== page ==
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Page:Popular Science Monthly Volume 81.djvu/528

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statements suffice for some minds. However, knowing that traditional theories are dear to the heart of man, an additional coup de grace will not be superfluous. The earliest high official of the United States government to use the dollar mark was Robert Morris, the great financier of the Revolution. Letters in his own handwriting, as well as those penned by his secretary, which we have seen,[1] give the dollar mark with only one downward stroke, thus $. To assume that the symbol is made up of the letters U and S is to assert that Robert Morris and his secretary did not know what the real dollar symbol was; the letter U would demand two downward strokes, connected below. As a matter of fact the "US theory" has seldom been entertained seriously. Perhaps in derision of this fanciful view, another writer declares "surely the stars and stripes is the obvious explanation."[2]

Minds influenced less by patriotic motives than by ecclesiastical and antiquarian predilections have contributed other explanations of our puzzle. Thus the monogrammatic form of I H S (often erroneously interpreted as Jesus, Hominum Salvator) has been suggested.[3] The combination of H S or of I I S, which were abbreviations used by the Romans for a coin called sestertius, have been advocated.[4] We should expect the supporters of these hypotheses to endeavor to establish an unbroken line of descent from symbols used at the time of Nero to the symbols used in the time of Washington. But sober genealogical inquiries of this sort were never made or, if made, they brought disaster to the hypotheses.

An interesting hypothesis is advanced by the noted historian, T. F. Medina, of Santiago de Chile. He suggests that perhaps the dollar mark was derived from the stamp of the mint of Potosi in Bolivia. This stamp was the monogrammatic p and s. Against the validity of this explanation goes the fact that forms of p and s were used as abbreviations of the "peso" before the time of the establishment of the mint at Potosi.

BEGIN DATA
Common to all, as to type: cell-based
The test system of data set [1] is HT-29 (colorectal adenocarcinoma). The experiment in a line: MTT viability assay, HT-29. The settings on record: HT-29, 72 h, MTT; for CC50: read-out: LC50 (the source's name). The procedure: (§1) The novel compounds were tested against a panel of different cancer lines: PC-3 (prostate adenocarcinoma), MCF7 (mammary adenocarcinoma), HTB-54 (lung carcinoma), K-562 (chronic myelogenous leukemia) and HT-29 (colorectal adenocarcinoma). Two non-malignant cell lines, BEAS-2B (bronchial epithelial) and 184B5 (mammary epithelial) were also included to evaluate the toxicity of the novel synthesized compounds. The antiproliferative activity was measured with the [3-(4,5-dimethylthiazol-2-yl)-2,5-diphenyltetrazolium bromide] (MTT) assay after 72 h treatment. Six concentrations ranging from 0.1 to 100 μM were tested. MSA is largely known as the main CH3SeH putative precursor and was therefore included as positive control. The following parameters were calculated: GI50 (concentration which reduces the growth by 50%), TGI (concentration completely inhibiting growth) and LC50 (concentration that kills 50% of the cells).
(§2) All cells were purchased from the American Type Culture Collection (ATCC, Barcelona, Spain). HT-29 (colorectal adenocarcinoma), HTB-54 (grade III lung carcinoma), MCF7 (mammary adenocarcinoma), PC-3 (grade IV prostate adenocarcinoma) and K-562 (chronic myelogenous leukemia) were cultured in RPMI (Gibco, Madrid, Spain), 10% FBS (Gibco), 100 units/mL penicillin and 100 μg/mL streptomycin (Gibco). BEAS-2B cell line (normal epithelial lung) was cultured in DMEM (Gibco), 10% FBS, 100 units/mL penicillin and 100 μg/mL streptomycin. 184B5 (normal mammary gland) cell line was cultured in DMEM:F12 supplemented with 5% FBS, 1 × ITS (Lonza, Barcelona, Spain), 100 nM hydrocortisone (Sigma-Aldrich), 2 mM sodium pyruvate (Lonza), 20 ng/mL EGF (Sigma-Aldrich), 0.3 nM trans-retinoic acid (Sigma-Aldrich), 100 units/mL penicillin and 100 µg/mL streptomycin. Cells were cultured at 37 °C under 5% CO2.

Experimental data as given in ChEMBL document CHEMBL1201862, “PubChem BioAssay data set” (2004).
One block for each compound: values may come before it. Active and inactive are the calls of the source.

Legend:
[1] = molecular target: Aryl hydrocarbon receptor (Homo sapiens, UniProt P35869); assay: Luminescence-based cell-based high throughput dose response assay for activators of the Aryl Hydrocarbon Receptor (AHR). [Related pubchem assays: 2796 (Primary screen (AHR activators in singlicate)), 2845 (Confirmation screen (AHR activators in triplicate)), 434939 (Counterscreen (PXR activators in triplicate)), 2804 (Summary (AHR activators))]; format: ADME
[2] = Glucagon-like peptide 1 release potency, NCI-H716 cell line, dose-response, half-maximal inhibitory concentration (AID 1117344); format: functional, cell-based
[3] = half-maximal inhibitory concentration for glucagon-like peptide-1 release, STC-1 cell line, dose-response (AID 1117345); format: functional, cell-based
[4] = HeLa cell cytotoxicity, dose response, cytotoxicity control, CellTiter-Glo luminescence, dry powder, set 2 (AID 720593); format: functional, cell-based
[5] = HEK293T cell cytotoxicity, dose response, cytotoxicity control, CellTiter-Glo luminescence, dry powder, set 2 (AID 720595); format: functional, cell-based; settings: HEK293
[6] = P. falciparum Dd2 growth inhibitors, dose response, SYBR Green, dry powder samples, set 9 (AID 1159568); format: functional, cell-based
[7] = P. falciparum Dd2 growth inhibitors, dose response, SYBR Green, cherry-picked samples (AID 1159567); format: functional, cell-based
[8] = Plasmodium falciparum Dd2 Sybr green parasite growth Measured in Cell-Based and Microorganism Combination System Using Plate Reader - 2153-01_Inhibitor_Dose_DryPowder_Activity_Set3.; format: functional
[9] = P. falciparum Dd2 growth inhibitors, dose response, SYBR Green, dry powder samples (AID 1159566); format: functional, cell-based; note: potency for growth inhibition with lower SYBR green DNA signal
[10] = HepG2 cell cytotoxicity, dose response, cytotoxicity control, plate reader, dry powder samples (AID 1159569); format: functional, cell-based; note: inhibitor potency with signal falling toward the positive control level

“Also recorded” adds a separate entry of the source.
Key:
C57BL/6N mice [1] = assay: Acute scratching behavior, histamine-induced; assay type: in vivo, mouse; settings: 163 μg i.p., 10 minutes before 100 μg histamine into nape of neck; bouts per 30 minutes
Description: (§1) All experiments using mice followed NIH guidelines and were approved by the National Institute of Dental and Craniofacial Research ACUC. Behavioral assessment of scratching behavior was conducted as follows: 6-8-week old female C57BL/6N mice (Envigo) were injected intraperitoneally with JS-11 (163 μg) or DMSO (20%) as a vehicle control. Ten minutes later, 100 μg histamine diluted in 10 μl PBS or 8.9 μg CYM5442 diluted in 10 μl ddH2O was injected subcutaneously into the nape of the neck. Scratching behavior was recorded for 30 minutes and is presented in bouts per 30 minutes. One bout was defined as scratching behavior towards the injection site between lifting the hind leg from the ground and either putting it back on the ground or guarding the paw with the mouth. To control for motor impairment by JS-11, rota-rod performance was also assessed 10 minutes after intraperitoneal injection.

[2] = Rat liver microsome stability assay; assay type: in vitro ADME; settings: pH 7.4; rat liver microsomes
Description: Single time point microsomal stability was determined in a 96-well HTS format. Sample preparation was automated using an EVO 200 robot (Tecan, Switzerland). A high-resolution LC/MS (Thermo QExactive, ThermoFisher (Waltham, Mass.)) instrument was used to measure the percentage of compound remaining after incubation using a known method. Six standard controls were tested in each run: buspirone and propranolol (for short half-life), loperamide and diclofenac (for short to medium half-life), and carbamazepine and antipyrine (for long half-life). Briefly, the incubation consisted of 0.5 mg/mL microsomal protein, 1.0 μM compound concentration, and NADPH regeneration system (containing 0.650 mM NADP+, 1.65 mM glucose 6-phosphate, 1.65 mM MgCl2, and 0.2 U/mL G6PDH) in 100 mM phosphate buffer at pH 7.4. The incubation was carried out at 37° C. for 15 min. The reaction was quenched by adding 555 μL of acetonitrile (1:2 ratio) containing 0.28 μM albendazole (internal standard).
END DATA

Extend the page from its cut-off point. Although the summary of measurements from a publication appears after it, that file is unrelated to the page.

All the flights of fancy were eclipsed by those who carried the $ back to the "Pillars of Hercules." These pillars were strikingly impressed upon the "pillar dollar," the Spanish silver coin widely used in the Spanish-American colonies of the seventeenth and eighteenth centuries.[5] The "Pillars of Hercules "was the ancient name of the opposite promontories at the Straits of Gibraltar. The Mexican

  1. Letter of 1792 in Harper Memorial Library, University of Chicago; Robt. Morris's Private Letter Book in MSS. Div. of Library of Congress.
  2. Notes and Queries, 5th S., Vol. 6, p. 434.
  3. "Standard Dictionary," Art. "Dollar."
  4. M. Townsend, "United States, an Index, etc.," Boston, 1890, p. 420.
  5. Notes and Queries (London), 5th S., Vol. 7, 1877, February 24; "New American Cyclopædia," Vol. VI., 1859, Art. "Dollar."